Every minute eight people around the world are forced to flee war, persecution or terror.
"Today, on the World Refugee Day, our thoughts are, more than ever, with the millions of women, children and men, around the world who are forced to flee their home countries because of war, conflict, or persecution. This is still a reality in today's world.”
- Joint Statement by EU High Representative Catherine Ashton and EU Commissioner for Home Affairs Cecilia Malmström.
20 June marks World Refugee Day dedicated to raising awareness of the situation of refugees throughout the world.
World Refugee Day came about following the United Nations General Assembly, on 4 December 2000. On this day the UN adopted Resolution 55/76 where it was noted that 2001 marked the 50th anniversary of the 1951 Convention relating to the Status of Refugees, and that the Organization of African Unity (OAU) had agreed to have International Refugee Day coincide with Africa Refugee Day which had been formally celebrated in several countries prior to 2000.
From June 18 to 20 the United Nations Refugee Agency (UNHCR) commemorates World Refugee Day in Washington, DC, in order to draw the public's attention to the millions of refugees worldwide who are forced to leave everything behind to escape war. Each year, UNHCR selects a theme and coordinates events across the globe.
This year’s global campaign, "Dilemmas" is a development of the award-winning campaign launched last year. It depicts some of the tough choices facing refugees, and aims to help fight intolerance and xenophobia against refugees, encouraging the public to empathize with and understand their dilemma instead.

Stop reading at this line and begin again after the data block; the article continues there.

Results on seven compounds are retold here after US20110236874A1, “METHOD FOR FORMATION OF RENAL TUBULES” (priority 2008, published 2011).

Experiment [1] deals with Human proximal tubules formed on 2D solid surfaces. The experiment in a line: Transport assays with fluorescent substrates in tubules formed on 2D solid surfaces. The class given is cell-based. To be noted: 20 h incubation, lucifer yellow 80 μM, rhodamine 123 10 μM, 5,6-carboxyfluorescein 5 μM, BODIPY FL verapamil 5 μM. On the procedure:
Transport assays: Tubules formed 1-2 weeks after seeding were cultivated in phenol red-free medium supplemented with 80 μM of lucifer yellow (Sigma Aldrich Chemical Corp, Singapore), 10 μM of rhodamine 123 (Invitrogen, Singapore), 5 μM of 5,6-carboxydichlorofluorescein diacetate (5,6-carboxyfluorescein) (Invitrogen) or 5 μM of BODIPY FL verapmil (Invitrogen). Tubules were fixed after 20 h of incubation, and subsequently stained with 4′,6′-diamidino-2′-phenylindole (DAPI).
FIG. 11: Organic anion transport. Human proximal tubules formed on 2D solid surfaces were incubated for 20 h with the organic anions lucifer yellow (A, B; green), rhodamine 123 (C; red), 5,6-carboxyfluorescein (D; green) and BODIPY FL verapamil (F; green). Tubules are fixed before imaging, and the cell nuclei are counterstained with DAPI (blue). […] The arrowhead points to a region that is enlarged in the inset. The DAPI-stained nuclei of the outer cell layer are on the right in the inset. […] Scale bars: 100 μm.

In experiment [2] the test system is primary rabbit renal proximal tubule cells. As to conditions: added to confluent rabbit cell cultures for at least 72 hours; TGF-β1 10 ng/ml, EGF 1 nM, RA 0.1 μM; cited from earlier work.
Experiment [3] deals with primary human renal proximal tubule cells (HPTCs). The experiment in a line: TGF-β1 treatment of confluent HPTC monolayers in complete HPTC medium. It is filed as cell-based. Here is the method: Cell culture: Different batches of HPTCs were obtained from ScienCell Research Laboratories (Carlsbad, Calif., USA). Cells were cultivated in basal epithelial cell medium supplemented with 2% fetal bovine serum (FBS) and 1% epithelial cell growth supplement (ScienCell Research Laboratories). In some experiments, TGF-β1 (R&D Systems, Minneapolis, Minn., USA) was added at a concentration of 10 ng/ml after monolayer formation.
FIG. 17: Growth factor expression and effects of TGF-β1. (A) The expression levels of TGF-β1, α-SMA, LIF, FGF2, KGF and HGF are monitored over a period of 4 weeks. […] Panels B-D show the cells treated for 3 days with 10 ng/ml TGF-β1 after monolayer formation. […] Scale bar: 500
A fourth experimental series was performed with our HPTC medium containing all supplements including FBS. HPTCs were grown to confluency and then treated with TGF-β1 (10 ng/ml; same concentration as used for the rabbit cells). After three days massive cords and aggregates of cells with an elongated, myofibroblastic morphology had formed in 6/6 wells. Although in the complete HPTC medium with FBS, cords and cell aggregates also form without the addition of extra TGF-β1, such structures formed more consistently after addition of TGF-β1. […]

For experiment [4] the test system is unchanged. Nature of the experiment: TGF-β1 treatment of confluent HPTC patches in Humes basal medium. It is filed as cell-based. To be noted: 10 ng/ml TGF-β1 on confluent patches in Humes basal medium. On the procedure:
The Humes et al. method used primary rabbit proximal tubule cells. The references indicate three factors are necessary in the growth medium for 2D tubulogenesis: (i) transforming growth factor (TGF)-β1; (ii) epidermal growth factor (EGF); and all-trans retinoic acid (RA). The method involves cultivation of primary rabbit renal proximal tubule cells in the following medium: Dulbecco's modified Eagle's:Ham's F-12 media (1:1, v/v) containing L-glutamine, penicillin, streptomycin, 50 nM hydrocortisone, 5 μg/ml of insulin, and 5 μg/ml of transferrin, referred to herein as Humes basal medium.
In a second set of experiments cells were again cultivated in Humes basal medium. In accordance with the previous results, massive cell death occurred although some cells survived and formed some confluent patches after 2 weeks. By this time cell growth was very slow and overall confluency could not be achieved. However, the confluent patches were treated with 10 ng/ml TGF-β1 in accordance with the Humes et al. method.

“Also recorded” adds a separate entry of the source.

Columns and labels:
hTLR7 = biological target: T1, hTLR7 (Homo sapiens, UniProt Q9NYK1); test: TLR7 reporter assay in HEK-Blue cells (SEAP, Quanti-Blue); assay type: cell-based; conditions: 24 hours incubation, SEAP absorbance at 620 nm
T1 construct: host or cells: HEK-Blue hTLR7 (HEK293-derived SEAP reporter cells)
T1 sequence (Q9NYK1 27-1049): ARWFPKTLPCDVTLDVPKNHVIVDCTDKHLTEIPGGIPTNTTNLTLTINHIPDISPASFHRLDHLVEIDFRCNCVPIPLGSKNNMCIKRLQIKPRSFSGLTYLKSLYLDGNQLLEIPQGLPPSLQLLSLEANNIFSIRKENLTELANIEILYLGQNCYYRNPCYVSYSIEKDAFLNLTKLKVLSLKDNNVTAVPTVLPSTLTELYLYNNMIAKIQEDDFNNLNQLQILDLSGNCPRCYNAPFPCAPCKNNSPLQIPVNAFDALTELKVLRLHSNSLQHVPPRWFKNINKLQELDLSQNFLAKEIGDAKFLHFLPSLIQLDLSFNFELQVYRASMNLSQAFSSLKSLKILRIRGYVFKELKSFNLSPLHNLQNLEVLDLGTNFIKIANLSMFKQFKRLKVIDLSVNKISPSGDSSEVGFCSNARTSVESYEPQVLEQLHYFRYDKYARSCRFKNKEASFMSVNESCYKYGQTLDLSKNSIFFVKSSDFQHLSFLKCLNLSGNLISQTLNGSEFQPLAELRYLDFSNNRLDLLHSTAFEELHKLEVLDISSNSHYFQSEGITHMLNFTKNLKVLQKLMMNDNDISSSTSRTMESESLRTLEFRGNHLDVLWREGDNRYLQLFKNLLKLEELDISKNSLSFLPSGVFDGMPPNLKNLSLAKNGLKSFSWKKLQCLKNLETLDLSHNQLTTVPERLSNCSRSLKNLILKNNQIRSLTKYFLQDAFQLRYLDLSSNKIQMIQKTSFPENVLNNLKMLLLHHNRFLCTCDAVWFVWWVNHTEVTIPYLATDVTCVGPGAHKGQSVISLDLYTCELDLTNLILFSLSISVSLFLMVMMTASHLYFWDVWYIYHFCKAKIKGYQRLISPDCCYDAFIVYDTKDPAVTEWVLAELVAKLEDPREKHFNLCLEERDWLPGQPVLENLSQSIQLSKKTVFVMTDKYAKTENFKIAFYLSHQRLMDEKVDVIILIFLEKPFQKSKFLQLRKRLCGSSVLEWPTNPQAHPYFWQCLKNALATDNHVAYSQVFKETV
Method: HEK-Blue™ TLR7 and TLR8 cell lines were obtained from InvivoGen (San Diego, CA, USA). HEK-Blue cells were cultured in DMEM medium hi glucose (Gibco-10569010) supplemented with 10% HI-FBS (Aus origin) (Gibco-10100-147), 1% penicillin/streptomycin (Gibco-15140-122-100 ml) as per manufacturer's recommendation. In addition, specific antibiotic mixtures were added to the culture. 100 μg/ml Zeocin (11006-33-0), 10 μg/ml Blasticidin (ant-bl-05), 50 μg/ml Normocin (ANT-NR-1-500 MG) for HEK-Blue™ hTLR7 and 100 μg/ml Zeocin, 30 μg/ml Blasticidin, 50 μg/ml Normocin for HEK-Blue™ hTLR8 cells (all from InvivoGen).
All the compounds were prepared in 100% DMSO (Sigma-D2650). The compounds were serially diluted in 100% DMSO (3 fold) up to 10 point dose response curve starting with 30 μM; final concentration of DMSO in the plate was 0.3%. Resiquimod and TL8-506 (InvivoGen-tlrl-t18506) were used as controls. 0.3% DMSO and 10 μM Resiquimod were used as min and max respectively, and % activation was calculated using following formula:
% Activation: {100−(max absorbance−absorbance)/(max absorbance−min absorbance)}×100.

"We must work together to mobilize the political will and leadership to prevent and end the conflicts that trigger refugee flows. [...] Despite budget constraints everywhere, we must not turn away from those in need. Refugees leave because they have no choice. We must choose to help."
- UN Secretary-General Ban Ki-Moon
UNHCR Special Envoy Angelina Jolie and a number of other celebrities echo the same strong message: No one chooses to be a refugee. See the video here
What is the difference between a Refugee and an Internally Displaced Person?
A refugee is someone who has been forced to flee his or her home country and is unable or unwilling to return due to fear of persecution.
An internally displaced person (IDP) is someone who was forced to flee his/her home but who did not cross a state border. IDPs benefit from the legal protection of international human rights law and, in armed conflict, international humanitarian law. However, IDPs do not benefit from the specialised protection of international refugee law. National governments have the primary responsibility for the security and well-being of all displaced people on their territory, but often they are unable or unwilling to comply with this obligation.
What is the EU doing?
The EU27 Member States granted protection to 84 100 asylum seekers in 2011. The largest groups of beneficiaries of protection status in the EU27 were citizens of Afghanistan (13 300 persons or 16% of the total number of persons granted protection status), Iraq (9 000 or 11%) and Somalia (8 900 or 11%).
The results of asylum decisions in the EU27 are released by Eurostat, the statistical office of the European Union on the occasion of the World Refugee Day.
The European Commission focuses substantial humanitarian resources to help refugees. It allocates around 15% of its annual humanitarian aid budget (which exceeds 1 billion EUR) to projects which support refugees and IDPs.
Humanitarian aid delivered by the Commission helps: